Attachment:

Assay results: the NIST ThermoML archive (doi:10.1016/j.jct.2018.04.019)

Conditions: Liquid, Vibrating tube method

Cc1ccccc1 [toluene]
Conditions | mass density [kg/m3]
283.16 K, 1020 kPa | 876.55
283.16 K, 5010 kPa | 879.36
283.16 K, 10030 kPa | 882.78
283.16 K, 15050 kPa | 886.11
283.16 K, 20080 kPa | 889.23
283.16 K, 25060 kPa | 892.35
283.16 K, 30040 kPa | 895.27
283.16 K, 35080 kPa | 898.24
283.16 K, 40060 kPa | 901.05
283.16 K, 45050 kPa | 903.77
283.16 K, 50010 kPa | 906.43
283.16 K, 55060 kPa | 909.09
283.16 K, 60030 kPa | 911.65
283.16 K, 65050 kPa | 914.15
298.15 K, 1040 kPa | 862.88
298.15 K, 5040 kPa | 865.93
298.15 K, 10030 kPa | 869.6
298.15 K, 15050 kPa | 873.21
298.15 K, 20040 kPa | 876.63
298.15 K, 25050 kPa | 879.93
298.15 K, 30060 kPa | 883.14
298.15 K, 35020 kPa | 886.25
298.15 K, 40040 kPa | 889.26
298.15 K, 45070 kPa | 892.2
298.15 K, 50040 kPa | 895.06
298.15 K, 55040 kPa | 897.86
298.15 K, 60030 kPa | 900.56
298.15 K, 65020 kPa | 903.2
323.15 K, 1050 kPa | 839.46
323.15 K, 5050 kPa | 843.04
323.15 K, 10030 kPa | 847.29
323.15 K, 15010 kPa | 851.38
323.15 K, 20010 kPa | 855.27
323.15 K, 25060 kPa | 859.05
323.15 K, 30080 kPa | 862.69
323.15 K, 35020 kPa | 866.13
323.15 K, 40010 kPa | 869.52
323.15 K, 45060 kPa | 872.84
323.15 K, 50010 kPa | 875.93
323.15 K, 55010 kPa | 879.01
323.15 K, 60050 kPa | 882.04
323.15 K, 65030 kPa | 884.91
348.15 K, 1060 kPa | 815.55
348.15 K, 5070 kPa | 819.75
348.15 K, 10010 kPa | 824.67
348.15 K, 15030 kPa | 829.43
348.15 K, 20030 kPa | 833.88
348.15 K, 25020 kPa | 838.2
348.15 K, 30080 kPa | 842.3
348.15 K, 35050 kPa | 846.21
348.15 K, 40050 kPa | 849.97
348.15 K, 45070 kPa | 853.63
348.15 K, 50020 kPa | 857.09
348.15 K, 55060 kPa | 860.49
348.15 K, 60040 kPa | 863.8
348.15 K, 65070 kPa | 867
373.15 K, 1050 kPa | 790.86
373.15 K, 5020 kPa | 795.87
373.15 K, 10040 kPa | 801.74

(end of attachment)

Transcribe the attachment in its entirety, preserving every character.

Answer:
Assay results: the NIST ThermoML archive (doi:10.1016/j.jct.2018.04.019)

Conditions: Liquid, Vibrating tube method

Cc1ccccc1 [toluene]
Conditions | mass density [kg/m3]
283.16 K, 1020 kPa | 876.55
283.16 K, 5010 kPa | 879.36
283.16 K, 10030 kPa | 882.78
283.16 K, 15050 kPa | 886.11
283.16 K, 20080 kPa | 889.23
283.16 K, 25060 kPa | 892.35
283.16 K, 30040 kPa | 895.27
283.16 K, 35080 kPa | 898.24
283.16 K, 40060 kPa | 901.05
283.16 K, 45050 kPa | 903.77
283.16 K, 50010 kPa | 906.43
283.16 K, 55060 kPa | 909.09
283.16 K, 60030 kPa | 911.65
283.16 K, 65050 kPa | 914.15
298.15 K, 1040 kPa | 862.88
298.15 K, 5040 kPa | 865.93
298.15 K, 10030 kPa | 869.6
298.15 K, 15050 kPa | 873.21
298.15 K, 20040 kPa | 876.63
298.15 K, 25050 kPa | 879.93
298.15 K, 30060 kPa | 883.14
298.15 K, 35020 kPa | 886.25
298.15 K, 40040 kPa | 889.26
298.15 K, 45070 kPa | 892.2
298.15 K, 50040 kPa | 895.06
298.15 K, 55040 kPa | 897.86
298.15 K, 60030 kPa | 900.56
298.15 K, 65020 kPa | 903.2
323.15 K, 1050 kPa | 839.46
323.15 K, 5050 kPa | 843.04
323.15 K, 10030 kPa | 847.29
323.15 K, 15010 kPa | 851.38
323.15 K, 20010 kPa | 855.27
323.15 K, 25060 kPa | 859.05
323.15 K, 30080 kPa | 862.69
323.15 K, 35020 kPa | 866.13
323.15 K, 40010 kPa | 869.52
323.15 K, 45060 kPa | 872.84
323.15 K, 50010 kPa | 875.93
323.15 K, 55010 kPa | 879.01
323.15 K, 60050 kPa | 882.04
323.15 K, 65030 kPa | 884.91
348.15 K, 1060 kPa | 815.55
348.15 K, 5070 kPa | 819.75
348.15 K, 10010 kPa | 824.67
348.15 K, 15030 kPa | 829.43
348.15 K, 20030 kPa | 833.88
348.15 K, 25020 kPa | 838.2
348.15 K, 30080 kPa | 842.3
348.15 K, 35050 kPa | 846.21
348.15 K, 40050 kPa | 849.97
348.15 K, 45070 kPa | 853.63
348.15 K, 50020 kPa | 857.09
348.15 K, 55060 kPa | 860.49
348.15 K, 60040 kPa | 863.8
348.15 K, 65070 kPa | 867
373.15 K, 1050 kPa | 790.86
373.15 K, 5020 kPa | 795.87
373.15 K, 10040 kPa | 801.74